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How Students Learn: History, Mathematics, and Science in the Classroom
Teachers’ questions can model the sorts of questions students might ask themselves when conducting personal inquiry.
Research and best practice suggest that, if we are really clever and careful, students will come more naturally to the conceptual ideas and processes we want them to learn. Being clever means incorporating what we have come to understand about how students learn. This chapter describes a series of activities from which the experience of teachers and researchers demonstrates students do learn about the meaning of force and about the nature and processes of science. It also explains how the specific activities and teaching strategies delineated here relate to what we know from research on how people learn, as reflected in the three guiding principles set forth in Chapter 1 with regard to students’ prior knowledge, the need to develop deep understanding, and the development of metacognitive awareness. We attempt to give the reader a sense of what it means to implement curriculum that supports these principles. It is our hope that researchers will see that we have built upon their work in designing these activities and creating the learning environment. We want teachers to get a sense of what it means to teach in such an environment. We also want readers to get an idea of what it is like to be a learner.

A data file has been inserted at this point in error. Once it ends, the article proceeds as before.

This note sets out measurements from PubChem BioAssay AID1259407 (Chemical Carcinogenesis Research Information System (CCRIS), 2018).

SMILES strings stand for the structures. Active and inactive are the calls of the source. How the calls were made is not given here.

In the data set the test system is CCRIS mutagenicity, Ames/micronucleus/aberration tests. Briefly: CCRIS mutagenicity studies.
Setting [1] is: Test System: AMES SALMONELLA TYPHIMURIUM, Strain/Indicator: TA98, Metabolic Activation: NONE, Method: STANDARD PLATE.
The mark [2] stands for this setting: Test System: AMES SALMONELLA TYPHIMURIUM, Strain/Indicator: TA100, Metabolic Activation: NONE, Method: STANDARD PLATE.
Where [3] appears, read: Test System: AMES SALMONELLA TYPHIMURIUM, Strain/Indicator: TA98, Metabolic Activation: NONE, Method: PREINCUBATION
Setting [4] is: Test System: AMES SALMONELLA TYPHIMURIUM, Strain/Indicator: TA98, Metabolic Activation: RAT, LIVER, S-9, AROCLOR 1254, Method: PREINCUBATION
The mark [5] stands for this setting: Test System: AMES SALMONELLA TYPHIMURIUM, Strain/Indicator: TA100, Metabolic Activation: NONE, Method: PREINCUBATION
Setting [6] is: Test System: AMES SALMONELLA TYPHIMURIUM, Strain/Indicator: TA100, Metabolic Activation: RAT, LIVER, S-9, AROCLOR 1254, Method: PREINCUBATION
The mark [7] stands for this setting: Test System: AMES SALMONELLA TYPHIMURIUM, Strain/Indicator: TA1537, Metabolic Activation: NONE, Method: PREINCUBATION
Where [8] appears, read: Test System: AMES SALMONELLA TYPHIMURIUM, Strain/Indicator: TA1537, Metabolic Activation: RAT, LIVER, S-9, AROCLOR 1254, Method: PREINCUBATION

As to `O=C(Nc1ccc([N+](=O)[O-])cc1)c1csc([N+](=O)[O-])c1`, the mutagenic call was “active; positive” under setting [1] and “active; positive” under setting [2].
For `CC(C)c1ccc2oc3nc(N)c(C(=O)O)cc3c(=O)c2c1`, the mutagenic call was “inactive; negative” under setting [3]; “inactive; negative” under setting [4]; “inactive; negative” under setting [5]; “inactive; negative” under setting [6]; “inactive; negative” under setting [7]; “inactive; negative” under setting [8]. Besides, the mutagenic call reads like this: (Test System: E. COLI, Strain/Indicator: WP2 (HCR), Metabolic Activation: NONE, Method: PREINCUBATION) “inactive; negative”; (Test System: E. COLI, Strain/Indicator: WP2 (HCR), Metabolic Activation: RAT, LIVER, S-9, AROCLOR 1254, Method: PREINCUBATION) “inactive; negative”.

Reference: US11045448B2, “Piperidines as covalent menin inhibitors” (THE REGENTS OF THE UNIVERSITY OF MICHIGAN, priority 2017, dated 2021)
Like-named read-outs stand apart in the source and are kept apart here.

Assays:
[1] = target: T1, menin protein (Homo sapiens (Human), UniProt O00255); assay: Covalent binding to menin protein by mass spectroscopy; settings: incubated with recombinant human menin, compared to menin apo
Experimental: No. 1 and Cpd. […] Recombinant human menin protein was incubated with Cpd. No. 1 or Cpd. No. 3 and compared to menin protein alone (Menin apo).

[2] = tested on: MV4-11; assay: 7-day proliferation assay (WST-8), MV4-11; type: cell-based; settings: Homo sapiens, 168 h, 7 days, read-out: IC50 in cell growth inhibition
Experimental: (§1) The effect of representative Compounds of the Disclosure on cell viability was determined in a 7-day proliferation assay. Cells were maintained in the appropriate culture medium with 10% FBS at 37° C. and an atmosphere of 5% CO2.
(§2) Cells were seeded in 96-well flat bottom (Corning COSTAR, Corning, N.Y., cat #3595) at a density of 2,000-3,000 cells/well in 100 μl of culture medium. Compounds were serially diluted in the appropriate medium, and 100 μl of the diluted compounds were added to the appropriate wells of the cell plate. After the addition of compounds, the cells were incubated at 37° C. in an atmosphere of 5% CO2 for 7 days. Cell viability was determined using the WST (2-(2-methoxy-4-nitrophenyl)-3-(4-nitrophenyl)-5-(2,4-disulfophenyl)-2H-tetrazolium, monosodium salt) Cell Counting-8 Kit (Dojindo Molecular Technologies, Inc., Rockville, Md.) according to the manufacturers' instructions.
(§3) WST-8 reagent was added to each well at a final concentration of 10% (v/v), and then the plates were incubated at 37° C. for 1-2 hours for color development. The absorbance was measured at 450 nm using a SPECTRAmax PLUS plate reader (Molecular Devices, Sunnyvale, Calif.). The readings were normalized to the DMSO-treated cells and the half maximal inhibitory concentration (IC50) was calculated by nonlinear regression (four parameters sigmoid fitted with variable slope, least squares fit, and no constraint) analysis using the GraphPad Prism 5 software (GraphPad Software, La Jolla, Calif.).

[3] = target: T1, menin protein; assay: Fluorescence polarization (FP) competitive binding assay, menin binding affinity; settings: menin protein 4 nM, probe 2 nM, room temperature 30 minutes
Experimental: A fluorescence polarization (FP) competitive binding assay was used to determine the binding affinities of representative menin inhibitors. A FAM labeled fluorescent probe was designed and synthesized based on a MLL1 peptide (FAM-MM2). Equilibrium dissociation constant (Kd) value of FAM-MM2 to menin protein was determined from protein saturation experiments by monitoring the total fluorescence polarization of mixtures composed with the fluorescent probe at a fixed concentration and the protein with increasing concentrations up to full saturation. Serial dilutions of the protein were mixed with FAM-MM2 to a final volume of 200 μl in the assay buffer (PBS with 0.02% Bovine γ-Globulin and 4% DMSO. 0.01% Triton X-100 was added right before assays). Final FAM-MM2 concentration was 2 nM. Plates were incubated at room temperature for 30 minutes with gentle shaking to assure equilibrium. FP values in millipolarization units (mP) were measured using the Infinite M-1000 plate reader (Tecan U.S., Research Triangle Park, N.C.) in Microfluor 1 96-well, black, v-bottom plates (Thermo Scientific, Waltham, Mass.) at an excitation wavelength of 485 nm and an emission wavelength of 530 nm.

The following unit could come before one on forces to explain motion (i.e., Newton’s Laws). By the end of this unit, students should have arrived at a qualitative understanding of force as applied in contexts involving buoyancy, gravitation, magnetics, and electrostatics. The activities involved are designed to motivate and develop a sense of the interrelationships between ideas and events. The expected outcome includes qualitative understanding of ideas, not necessarily formulas.
THE UNIT: THE NATURE OF GRAVITY AND ITS EFFECTS
Part A:What Gravity Is Not
Getting the Unit Started: Finding Out About Students’ Initial Ideas
Teachers need to unconditionally respect students’ capacities for learning complex ideas, and students need to learn to respect the teacher as an instructional leader. Teachers will need to earn that respect through their actions as a respectful guide to learning.